Surf brand founder has been keeping 'Stop the Steal' conspiracy theories alive: report
According to a report at The Daily Beast, the founder of the popular RVCA surf clothing line has been pushing "stop the steal" conspiracy theories using the Twitter account @We_Have_Risen.
As the Beast's Kelly Weill reports, Conan Hayes -- a former pro surfer who sold his company to clothing brand competitor Billabong for $30 million in 2010 -- has been helping out with MyPillow CEO Mike Lindell's campaign to prove the 2020 presidential election was stolen from former president Donald Trump.
According to the report, "@We_Have_Risen, tweeted pictures of what he implied were raw vote tallies photographed in Antrim County, Michigan, a key swing state at the center of the stolen election fantasy. Among other offerings, he included photos of a dissected Dominion voting machine (Republicans accused Dominion of helping rig the election, and the company is now suing pro-Trump outlets over these false claims). The conspiratorial captions were well received by his followers, some of whom had previously taken interest in the user's communications with the administrator of a QAnon-connected message board."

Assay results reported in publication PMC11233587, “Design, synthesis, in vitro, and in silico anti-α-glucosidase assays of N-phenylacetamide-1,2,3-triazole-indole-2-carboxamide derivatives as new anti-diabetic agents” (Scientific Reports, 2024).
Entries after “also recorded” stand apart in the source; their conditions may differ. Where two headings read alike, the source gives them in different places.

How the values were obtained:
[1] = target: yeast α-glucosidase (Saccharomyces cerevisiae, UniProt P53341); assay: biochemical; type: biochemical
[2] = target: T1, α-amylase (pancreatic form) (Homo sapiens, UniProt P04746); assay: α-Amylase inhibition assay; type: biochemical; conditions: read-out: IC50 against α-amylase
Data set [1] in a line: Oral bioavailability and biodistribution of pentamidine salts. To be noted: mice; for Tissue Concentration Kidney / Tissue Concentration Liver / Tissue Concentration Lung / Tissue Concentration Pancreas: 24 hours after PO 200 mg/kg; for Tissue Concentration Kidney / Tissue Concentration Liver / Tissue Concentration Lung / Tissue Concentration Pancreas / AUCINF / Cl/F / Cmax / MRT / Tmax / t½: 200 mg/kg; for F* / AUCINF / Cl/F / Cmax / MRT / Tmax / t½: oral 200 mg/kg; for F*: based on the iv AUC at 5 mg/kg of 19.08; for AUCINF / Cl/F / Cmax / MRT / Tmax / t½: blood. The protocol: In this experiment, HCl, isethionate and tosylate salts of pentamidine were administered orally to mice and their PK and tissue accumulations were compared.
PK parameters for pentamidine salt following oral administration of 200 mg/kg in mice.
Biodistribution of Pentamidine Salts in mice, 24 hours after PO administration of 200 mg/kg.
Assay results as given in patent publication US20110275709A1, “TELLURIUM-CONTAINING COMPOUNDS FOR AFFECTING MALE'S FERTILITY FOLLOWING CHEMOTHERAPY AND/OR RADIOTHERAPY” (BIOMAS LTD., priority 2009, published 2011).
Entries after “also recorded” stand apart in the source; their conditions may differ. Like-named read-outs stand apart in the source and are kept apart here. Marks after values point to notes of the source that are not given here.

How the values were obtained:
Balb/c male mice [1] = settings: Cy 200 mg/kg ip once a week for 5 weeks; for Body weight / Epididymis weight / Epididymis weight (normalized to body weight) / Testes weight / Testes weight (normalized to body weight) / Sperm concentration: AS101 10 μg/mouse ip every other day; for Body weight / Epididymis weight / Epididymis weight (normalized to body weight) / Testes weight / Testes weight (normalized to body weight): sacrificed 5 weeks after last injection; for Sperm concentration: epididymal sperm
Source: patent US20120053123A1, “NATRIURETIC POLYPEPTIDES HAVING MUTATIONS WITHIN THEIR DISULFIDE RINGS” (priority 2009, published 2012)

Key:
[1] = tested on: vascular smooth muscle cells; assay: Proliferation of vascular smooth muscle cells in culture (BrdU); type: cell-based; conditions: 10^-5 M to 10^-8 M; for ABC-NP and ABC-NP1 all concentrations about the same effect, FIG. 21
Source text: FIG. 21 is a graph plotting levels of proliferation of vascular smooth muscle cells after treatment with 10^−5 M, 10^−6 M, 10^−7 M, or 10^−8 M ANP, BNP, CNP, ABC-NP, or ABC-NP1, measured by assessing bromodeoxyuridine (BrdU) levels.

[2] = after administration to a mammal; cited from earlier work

Hayes identity as the person behind the conspiracy-minded Twitter account was revealed at Lindell's symposium in South Dakota last week.
According to the report, the @We_Have_Risen account began active pushing QAnon conspiracies back in 2018, with the Beast noting, "That year, the account even reached out to The Daily Beast, tweeting a QAnon graphic at a reporter who noted that QAnon fans were trying to attract journalists' attention. The QAnon conspiracy theory falsely accuses Trump's opponents of a variety of crimes, sometimes including drinking children's blood."
Weill adds, "By November 2020, @We_Have_Risen had latched onto conspiracy theories about voter fraud and attracted more than 40,000 followers. On 8kun, the forum that hosted the QAnon theory, users frequently shared @We_Have_Risen's posts, especially when he interacted with 8kun administrator Ron Watkins. "
Weill adds that Hayes did not respond to questions about his involvement, explaining, "Hayes did not return requests for comment for this story. Likewise, @We_Have_Risen did not return requests for comment, but went private less than an hour after The Daily Beast first reached out in May. But court records, interviews with people connected to election lawsuits, and Hayes's own social media confirm his intricate involvement with the movement."
You can read more here.
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